Whatever the hue, nasturtiums (Tropaeolum majus) add a bright splash of colour to your garden, your salad, sandwich or as a garnish!

That’s right, the leaves and flowers of these colourful annuals are edible. They have a peppery taste that may, at first, not be obvious. Younger leaves are tastier and have a softer texture than older leaves; and the leaves are milder in taste than the flowers.

Even the seeds of nasturtium are edible. In fact, young green seeds can be preserved in vinegar and used as ‘poor man’s capers’ or roasted and ground as a pepper substitute.


All of the nasturtiums pictured above are the ‘trailing’ type. In our garden, they are allowed to sprawl over garden beds or the edges of pathways; we even encourage them to climb any vertical structure they can find. We have one growing in a camellia that has finished flowering and another growing up a trellised tomato.

There is another type of nasturtium which doesn’t require as much space, a clumping variety with variegated, marble-patterned leaves. This variety is called ‘Alaska’. The flowers of this type also come in a variety of colours. The leaves, flowers and seeds are edible.

Nasturtium ‘Peaches and Cream’ is a great variety for those who prefer softer, more pastel tones in their garden.


Sow nasturtium seeds directly where you want them to grow, whether that’s in the garden or in a pot. In our garden, they seed freely, year after year, and we never have to replant them. Nasturtiums actually prefer poor soil, and flower more abundantly than they would in good quality soil, so that, and the size of their seeds, makes them great for a beginner gardener or seed grower.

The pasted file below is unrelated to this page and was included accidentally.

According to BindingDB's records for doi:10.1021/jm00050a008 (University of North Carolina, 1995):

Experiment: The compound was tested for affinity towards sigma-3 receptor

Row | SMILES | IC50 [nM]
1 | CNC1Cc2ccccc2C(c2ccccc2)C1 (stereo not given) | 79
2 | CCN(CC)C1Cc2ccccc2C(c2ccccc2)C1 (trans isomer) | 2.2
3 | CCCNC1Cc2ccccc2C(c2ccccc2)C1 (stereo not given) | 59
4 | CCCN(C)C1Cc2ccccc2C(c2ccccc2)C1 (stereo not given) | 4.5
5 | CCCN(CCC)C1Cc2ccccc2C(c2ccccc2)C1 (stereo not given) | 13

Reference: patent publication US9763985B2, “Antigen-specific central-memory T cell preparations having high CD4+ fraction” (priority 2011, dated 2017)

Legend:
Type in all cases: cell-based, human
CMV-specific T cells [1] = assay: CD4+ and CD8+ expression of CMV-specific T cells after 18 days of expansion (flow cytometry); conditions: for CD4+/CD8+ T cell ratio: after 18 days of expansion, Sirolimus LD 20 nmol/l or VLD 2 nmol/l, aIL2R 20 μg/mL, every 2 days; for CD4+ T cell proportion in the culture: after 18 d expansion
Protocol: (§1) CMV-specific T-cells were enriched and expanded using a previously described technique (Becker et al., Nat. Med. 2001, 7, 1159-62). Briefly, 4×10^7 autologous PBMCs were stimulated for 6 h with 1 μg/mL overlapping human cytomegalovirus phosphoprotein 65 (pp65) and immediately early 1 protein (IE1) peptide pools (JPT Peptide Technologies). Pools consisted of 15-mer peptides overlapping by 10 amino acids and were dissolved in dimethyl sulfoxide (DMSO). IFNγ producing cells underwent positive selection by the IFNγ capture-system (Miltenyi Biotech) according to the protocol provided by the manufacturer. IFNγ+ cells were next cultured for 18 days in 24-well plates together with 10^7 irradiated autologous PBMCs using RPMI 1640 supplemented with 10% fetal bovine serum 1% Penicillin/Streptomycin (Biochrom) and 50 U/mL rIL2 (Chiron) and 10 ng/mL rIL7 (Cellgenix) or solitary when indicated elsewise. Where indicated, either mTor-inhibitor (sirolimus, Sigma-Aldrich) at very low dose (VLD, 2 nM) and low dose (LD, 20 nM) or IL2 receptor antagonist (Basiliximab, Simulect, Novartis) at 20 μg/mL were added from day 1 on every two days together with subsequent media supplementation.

They will grow in full sun or part shade – in our western Sydney location, morning sun and afternoon shade is ideal.

Soak the seed overnight in lukewarm water with a drop of seaweed extract added. This is optional so don’t worry if you don’t have any. The temperature of the water isn’t critical either, as long as it’s not hot: it should feel cool on your wrist! The water will cool overnight and that’s okay.

Sow the seed in Spring into moist soil, 15mm deep, and keep moist but not saturated. Don’t forget to pop in a label that says what you planted – trust me, you will not remember! You can make labels from milk bottles or from yoghurt containers. Use a soft pencil (2B-6B) – permanent markers are not permanent in the garden! Or you can scribe the details into a label made from an aluminium drink can.

In the right conditions, the seed should germinate (shoots will appear above the ground) in about 7-14 days. You can expect flowers about three months from sowing the seed.

Some seed packets may say you can sow in autumn but nasturtiums are frost-tender so, if you get frost, please sow by the end of January.

Aphids love nasturtiums but don’t be alarmed. Squish a few with your fingers, if you can handle it, and wait – the lady bugs are bound to turn up. Their young find the taste of aphids delectable! Planted in or near your vegetable garden, nasturtiums may attract aphids away from your food crops.

Nasturtiums are also attractive to other beneficial insects, like pollinators.

The spicy plant we commonly call ‘watercress’ is a variety of nasturtium.

DISCLAIMER: The information given here is for entertainment and/or gardening purposes only. Please do further research if you are unfamiliar with this plant. If you have never eaten it before, try a small piece of leaf and wait a few hours before eating more.

Published by Lynne

I'm one half of the partnership that owns "Hillside Homegrown and Handmade". We teach people how to develop food security by growing some of their own, learn basic handy-person skills to complete their own DIY projects and to live in a manner which is more sustainable for themselves, their families and the earth.

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